Flexibility & community: UPCEA Annual Conference reflections

Andreina Bloom Parisi-Amon
By Andreina Bloom Parisi-Amon on April 20, 2022

I just returned from the UPCEA Annual Conference in Orlando, FL which brought together thought leaders and practitioners in the field of professional, continuing, and online education. This is the first conference I’ve attended live post-pandemic lockdown; it felt so great to be back in person with an intentional learning community. It was great to hug people I hadn’t seen in years, and connect with new peers through serendipitous encounters, which evolved into shared meals, new learnings, and now, relationships. 

As I’ve settled back into my work-from-home routine, processing the keynotes, sessions, and networking conversations, one phrase continues to resonate loudly in my mind: flexibility with the community. Paul LeBlanc, President at Southern New Hampshire University, said (and I am paraphrasing), “Students want to be in an intentional learning community. They also want flexibility in how they access their learning. We’re never going to see ‘the classroom’ on a list of ‘high impact interventions’ …” The reason this resonates with me is that we shouldn’t unnecessarily couple community and flexibility in limiting ways.

Similar to the (concurrent) “Let’s Not Reomantize 2019 for Online Learning” conversation Phil Hill and Joe Moreau had at OLC Innovate 2022 I found that while there are a few institutions looking back with rose-colored glasses, aiming to “go back to normal, and the way it was,” most sessions were full of caring professionals all asking variations of the same questions: How do we support our (tired) faculty in not just reacting to the situation, but evolving through what we’ve learned? How do we create an evolving learning environment to meet our students where they are, and where they will be? 

I’d like to think it’s an easy solve, but I know it’s not. What follows are the top three needs I took away from conversations last week, towards the goal of designing an agile, flexible learning experience both instructors and learners deserve.

      1. Courage. It’s time to reimagine our use of physical spaces. So much has been invested on many of our campuses to create space where people want to gather, where they palpably see and feel their belonging. This is still critical, and perhaps even more so than before, as the loneliness sparked by the last two years has highlighted. Let's remember those who experience intermittent isolation even outside of a pandemic. How do we reimagine how and when these spaces are used? Do we all need to be on campus every day? How much time and how do we spend that time together to create relationships that can be strengthened by connecting online without time constraints?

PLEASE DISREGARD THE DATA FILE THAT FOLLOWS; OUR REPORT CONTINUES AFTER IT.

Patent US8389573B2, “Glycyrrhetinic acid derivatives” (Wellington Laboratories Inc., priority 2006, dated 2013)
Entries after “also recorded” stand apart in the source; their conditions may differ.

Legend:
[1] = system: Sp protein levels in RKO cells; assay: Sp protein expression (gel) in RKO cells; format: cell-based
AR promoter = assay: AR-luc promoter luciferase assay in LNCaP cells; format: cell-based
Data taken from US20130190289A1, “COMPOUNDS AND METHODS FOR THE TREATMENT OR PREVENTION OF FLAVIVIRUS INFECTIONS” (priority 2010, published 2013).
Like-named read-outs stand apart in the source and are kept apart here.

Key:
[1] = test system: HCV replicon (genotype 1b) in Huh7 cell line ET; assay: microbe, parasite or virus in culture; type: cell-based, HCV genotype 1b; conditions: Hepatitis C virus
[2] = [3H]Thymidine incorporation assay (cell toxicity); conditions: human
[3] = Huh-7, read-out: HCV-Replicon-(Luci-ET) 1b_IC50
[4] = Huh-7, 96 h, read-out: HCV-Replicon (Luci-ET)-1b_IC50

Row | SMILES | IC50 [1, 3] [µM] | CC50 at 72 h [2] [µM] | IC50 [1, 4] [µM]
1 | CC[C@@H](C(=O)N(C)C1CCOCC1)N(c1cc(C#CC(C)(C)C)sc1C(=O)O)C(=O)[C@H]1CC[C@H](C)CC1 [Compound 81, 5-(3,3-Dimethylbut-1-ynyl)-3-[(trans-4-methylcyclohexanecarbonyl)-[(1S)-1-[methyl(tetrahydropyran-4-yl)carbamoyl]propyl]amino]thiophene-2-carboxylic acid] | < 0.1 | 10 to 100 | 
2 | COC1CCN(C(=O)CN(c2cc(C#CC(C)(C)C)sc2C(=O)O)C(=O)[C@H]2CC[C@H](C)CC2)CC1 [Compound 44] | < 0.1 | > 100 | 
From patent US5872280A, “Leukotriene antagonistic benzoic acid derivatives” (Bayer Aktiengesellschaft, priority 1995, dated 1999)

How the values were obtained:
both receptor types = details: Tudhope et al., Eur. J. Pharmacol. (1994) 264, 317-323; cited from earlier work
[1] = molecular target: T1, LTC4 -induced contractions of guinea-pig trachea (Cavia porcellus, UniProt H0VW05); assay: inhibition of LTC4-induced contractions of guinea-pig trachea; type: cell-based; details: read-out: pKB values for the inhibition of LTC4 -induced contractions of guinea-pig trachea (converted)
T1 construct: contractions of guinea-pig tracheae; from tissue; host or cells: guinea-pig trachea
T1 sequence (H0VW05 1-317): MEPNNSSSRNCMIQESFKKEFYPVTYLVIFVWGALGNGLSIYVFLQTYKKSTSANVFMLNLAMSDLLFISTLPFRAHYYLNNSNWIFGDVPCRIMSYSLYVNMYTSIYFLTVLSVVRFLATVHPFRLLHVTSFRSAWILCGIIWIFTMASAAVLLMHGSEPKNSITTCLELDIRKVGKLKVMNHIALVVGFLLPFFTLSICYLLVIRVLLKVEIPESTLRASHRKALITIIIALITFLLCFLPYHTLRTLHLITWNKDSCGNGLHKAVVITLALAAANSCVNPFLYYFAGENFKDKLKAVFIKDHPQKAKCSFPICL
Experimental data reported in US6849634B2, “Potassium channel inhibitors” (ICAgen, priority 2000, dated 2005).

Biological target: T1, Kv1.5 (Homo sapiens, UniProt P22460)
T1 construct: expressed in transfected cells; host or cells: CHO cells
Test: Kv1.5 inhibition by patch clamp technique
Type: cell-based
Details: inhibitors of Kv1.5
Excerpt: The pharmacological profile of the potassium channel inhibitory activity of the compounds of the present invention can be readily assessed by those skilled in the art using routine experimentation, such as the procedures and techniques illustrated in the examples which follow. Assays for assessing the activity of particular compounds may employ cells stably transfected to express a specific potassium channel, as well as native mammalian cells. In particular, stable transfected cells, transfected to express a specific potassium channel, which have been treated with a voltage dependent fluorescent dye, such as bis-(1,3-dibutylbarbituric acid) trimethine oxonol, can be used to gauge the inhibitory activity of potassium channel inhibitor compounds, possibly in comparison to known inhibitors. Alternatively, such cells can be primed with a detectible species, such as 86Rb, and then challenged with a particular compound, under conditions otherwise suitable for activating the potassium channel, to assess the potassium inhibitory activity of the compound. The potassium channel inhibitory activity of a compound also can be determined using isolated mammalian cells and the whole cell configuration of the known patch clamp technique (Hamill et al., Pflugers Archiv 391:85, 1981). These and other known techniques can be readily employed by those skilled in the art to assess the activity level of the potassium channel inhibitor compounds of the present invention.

2. Integration and infrastructure across solutions. The most thoughtful teaching and learning experts I spoke with are carefully vetting potential technologies, so faculty don’t have to. They’re thinking not only about its particular use, but how it connects with their current and future systems, and how they will support faculty in adoption and mastery development. Institutional communities that come together to develop the best way to support their learners, which will be different for each institution, are able to more efficiently and effectively adopt (or reject) and benefit from new technologies, structures, and processes. 

      3. Technology that develops alongside you. Live online. Hybrid. Asynch. Each institution is at a different place in terms of where they are today, where they want to go, and the path and timeline they will take. Instead of one size fits all, it’s what fits today, and their vision of growth. For many, this is a current move from emergency remote teaching to intentional online learning in their current live synchronous options, building community in the classroom but not only in the physical classroom. This is also an eye to expanded hybrid and hyflex options, as well as building and updating asynchronous and self-paced offerings to meaningfully serve learners across the spectrum of flexibility -- without defaulting to flexible = alone.

      4. Bonus. When you have to mask, make it match. IYKYK ;)

Thank you to the entire UPCEA community for a week of learning and connection. I’m excited to build the future with you; one in which learners learn with and through their peers, with flexibility and inclusivity for schedule, geography, and changing personal needs.

Published by
Andreina Bloom Parisi-Amon
Andreina Bloom Parisi-Amon
April 20, 2022